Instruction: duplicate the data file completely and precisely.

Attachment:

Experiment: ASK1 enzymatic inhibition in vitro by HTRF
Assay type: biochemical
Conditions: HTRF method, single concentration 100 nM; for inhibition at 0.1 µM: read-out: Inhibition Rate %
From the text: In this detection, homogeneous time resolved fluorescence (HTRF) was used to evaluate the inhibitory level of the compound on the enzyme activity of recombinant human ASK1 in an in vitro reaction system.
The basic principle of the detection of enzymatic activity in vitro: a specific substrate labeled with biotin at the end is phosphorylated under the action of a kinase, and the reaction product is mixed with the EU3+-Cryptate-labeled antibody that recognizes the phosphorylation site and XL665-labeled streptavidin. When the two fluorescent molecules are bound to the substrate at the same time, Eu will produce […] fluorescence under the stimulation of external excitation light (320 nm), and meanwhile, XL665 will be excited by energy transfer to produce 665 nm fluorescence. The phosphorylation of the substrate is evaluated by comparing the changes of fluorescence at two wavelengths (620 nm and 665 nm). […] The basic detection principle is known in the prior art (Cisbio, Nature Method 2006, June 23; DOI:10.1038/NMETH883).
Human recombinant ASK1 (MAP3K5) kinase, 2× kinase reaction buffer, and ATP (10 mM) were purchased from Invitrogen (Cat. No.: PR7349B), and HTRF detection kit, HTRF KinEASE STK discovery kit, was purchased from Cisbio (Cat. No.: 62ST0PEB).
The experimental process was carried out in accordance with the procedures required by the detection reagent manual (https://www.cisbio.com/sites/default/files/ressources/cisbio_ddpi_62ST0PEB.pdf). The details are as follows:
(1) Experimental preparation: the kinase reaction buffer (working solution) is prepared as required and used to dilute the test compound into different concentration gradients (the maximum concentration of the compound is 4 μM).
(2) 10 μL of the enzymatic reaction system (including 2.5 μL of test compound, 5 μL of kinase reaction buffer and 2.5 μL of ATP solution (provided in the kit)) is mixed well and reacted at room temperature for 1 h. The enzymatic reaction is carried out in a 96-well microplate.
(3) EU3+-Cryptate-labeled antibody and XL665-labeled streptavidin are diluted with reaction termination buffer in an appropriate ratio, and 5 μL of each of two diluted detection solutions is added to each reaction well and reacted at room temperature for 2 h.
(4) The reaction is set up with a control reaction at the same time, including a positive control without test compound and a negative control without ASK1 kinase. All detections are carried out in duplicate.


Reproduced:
Experiment: ASK1 enzymatic inhibition in vitro by HTRF
Assay type: biochemical
Conditions: HTRF method, single concentration 100 nM; for inhibition at 0.1 µM: read-out: Inhibition Rate %
From the text: In this detection, homogeneous time resolved fluorescence (HTRF) was used to evaluate the inhibitory level of the compound on the enzyme activity of recombinant human ASK1 in an in vitro reaction system.
The basic principle of the detection of enzymatic activity in vitro: a specific substrate labeled with biotin at the end is phosphorylated under the action of a kinase, and the reaction product is mixed with the EU3+-Cryptate-labeled antibody that recognizes the phosphorylation site and XL665-labeled streptavidin. When the two fluorescent molecules are bound to the substrate at the same time, Eu will produce […] fluorescence under the stimulation of external excitation light (320 nm), and meanwhile, XL665 will be excited by energy transfer to produce 665 nm fluorescence. The phosphorylation of the substrate is evaluated by comparing the changes of fluorescence at two wavelengths (620 nm and 665 nm). […] The basic detection principle is known in the prior art (Cisbio, Nature Method 2006, June 23; DOI:10.1038/NMETH883).
Human recombinant ASK1 (MAP3K5) kinase, 2× kinase reaction buffer, and ATP (10 mM) were purchased from Invitrogen (Cat. No.: PR7349B), and HTRF detection kit, HTRF KinEASE STK discovery kit, was purchased from Cisbio (Cat. No.: 62ST0PEB).
The experimental process was carried out in accordance with the procedures required by the detection reagent manual (https://www.cisbio.com/sites/default/files/ressources/cisbio_ddpi_62ST0PEB.pdf). The details are as follows:
(1) Experimental preparation: the kinase reaction buffer (working solution) is prepared as required and used to dilute the test compound into different concentration gradients (the maximum concentration of the compound is 4 μM).
(2) 10 μL of the enzymatic reaction system (including 2.5 μL of test compound, 5 μL of kinase reaction buffer and 2.5 μL of ATP solution (provided in the kit)) is mixed well and reacted at room temperature for 1 h. The enzymatic reaction is carried out in a 96-well microplate.
(3) EU3+-Cryptate-labeled antibody and XL665-labeled streptavidin are diluted with reaction termination buffer in an appropriate ratio, and 5 μL of each of two diluted detection solutions is added to each reaction well and reacted at room temperature for 2 h.
(4) The reaction is set up with a control reaction at the same time, including a positive control without test compound and a negative control without ASK1 kinase. All detections are carried out in duplicate.